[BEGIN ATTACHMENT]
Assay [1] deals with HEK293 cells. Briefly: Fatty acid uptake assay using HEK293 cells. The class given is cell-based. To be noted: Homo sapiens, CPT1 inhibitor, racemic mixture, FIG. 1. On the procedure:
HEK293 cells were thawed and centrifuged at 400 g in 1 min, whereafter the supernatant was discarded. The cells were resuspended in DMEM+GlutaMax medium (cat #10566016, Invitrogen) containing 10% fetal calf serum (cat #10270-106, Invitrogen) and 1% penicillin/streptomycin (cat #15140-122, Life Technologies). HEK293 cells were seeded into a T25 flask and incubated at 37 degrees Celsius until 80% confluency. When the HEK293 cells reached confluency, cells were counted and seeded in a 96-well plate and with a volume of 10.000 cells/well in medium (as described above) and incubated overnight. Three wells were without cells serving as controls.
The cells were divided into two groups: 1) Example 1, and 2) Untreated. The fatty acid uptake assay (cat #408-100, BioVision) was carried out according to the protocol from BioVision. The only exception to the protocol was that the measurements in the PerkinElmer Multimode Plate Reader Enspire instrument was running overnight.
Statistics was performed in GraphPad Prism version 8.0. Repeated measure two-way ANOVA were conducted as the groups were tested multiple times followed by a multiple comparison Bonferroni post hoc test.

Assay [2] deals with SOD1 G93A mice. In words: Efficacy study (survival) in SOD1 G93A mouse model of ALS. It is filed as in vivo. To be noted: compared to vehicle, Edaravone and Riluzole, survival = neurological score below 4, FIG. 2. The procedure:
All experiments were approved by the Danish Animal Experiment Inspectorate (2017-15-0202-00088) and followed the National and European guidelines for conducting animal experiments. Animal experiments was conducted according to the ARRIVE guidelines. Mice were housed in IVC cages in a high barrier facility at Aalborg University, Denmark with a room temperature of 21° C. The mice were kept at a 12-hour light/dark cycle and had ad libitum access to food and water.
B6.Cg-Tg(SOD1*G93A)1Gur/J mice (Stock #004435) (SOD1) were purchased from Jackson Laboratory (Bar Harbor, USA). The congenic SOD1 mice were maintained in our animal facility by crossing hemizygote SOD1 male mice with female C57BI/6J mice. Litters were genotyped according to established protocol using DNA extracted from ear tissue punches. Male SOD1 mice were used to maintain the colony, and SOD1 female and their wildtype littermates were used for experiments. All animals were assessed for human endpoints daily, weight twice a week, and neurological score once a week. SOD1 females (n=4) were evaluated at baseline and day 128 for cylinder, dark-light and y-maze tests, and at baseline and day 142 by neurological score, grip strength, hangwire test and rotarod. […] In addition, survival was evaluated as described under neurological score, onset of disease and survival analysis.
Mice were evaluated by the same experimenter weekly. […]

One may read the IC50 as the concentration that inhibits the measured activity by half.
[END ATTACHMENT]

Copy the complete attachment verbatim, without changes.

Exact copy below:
Assay [1] deals with HEK293 cells. Briefly: Fatty acid uptake assay using HEK293 cells. The class given is cell-based. To be noted: Homo sapiens, CPT1 inhibitor, racemic mixture, FIG. 1. On the procedure:
HEK293 cells were thawed and centrifuged at 400 g in 1 min, whereafter the supernatant was discarded. The cells were resuspended in DMEM+GlutaMax medium (cat #10566016, Invitrogen) containing 10% fetal calf serum (cat #10270-106, Invitrogen) and 1% penicillin/streptomycin (cat #15140-122, Life Technologies). HEK293 cells were seeded into a T25 flask and incubated at 37 degrees Celsius until 80% confluency. When the HEK293 cells reached confluency, cells were counted and seeded in a 96-well plate and with a volume of 10.000 cells/well in medium (as described above) and incubated overnight. Three wells were without cells serving as controls.
The cells were divided into two groups: 1) Example 1, and 2) Untreated. The fatty acid uptake assay (cat #408-100, BioVision) was carried out according to the protocol from BioVision. The only exception to the protocol was that the measurements in the PerkinElmer Multimode Plate Reader Enspire instrument was running overnight.
Statistics was performed in GraphPad Prism version 8.0. Repeated measure two-way ANOVA were conducted as the groups were tested multiple times followed by a multiple comparison Bonferroni post hoc test.

Assay [2] deals with SOD1 G93A mice. In words: Efficacy study (survival) in SOD1 G93A mouse model of ALS. It is filed as in vivo. To be noted: compared to vehicle, Edaravone and Riluzole, survival = neurological score below 4, FIG. 2. The procedure:
All experiments were approved by the Danish Animal Experiment Inspectorate (2017-15-0202-00088) and followed the National and European guidelines for conducting animal experiments. Animal experiments was conducted according to the ARRIVE guidelines. Mice were housed in IVC cages in a high barrier facility at Aalborg University, Denmark with a room temperature of 21° C. The mice were kept at a 12-hour light/dark cycle and had ad libitum access to food and water.
B6.Cg-Tg(SOD1*G93A)1Gur/J mice (Stock #004435) (SOD1) were purchased from Jackson Laboratory (Bar Harbor, USA). The congenic SOD1 mice were maintained in our animal facility by crossing hemizygote SOD1 male mice with female C57BI/6J mice. Litters were genotyped according to established protocol using DNA extracted from ear tissue punches. Male SOD1 mice were used to maintain the colony, and SOD1 female and their wildtype littermates were used for experiments. All animals were assessed for human endpoints daily, weight twice a week, and neurological score once a week. SOD1 females (n=4) were evaluated at baseline and day 128 for cylinder, dark-light and y-maze tests, and at baseline and day 142 by neurological score, grip strength, hangwire test and rotarod. […] In addition, survival was evaluated as described under neurological score, onset of disease and survival analysis.
Mice were evaluated by the same experimenter weekly. […]

One may read the IC50 as the concentration that inhibits the measured activity by half.